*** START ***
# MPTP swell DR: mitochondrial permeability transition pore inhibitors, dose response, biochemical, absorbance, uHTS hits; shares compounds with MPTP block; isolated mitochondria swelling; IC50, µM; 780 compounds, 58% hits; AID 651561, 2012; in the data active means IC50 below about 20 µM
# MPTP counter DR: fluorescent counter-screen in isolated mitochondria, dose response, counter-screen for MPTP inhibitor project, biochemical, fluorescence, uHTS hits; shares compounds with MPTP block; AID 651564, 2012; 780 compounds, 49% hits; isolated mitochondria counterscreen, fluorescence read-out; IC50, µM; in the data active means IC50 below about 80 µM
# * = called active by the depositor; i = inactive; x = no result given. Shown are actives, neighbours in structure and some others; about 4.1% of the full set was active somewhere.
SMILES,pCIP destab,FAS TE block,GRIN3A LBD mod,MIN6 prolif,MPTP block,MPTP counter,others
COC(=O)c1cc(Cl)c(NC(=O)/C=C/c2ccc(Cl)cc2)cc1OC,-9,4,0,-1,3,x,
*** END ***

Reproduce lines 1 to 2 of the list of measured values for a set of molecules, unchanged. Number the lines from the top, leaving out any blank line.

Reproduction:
# MPTP swell DR: mitochondrial permeability transition pore inhibitors, dose response, biochemical, absorbance, uHTS hits; shares compounds with MPTP block; isolated mitochondria swelling; IC50, µM; 780 compounds, 58% hits; AID 651561, 2012; in the data active means IC50 below about 20 µM
# MPTP counter DR: fluorescent counter-screen in isolated mitochondria, dose response, counter-screen for MPTP inhibitor project, biochemical, fluorescence, uHTS hits; shares compounds with MPTP block; AID 651564, 2012; 780 compounds, 49% hits; isolated mitochondria counterscreen, fluorescence read-out; IC50, µM; in the data active means IC50 below about 80 µM